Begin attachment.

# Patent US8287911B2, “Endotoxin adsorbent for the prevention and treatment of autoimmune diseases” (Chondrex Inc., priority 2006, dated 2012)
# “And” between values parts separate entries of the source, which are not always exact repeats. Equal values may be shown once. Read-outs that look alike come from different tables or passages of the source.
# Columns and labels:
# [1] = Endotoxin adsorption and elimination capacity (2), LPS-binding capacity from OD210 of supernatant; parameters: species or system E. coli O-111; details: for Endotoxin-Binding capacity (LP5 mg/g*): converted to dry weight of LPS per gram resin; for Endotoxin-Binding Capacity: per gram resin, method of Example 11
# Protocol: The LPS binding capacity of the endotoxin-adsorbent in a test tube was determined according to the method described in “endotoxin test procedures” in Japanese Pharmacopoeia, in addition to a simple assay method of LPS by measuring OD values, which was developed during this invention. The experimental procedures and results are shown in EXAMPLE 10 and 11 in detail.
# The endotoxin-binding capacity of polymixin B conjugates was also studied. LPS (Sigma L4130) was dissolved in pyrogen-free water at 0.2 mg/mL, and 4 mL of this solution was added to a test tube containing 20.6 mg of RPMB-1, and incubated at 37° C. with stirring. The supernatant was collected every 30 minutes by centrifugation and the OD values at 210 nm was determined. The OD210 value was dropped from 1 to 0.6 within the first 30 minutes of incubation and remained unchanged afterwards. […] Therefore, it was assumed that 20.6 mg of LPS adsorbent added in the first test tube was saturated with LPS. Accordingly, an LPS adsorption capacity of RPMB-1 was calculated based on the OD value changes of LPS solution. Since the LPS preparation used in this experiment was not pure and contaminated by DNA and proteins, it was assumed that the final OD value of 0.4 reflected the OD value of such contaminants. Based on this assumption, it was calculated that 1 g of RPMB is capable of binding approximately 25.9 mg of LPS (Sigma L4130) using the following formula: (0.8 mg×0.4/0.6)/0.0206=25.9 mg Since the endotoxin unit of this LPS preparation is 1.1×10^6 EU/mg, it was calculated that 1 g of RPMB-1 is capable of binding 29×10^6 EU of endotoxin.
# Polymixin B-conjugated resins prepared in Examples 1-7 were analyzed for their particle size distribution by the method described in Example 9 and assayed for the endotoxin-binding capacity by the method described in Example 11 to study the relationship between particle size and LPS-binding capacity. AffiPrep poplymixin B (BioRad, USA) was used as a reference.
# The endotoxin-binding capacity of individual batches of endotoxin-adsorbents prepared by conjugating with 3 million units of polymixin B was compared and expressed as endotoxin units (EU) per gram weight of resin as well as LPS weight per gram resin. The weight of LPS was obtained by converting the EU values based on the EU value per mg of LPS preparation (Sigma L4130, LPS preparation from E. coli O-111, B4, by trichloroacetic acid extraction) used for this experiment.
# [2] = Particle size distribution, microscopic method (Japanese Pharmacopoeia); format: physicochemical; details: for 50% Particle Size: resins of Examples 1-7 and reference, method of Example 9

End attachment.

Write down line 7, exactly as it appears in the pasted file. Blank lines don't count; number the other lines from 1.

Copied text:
# Polymixin B-conjugated resins prepared in Examples 1-7 were analyzed for their particle size distribution by the method described in Example 9 and assayed for the endotoxin-binding capacity by the method described in Example 11 to study the relationship between particle size and LPS-binding capacity. AffiPrep poplymixin B (BioRad, USA) was used as a reference.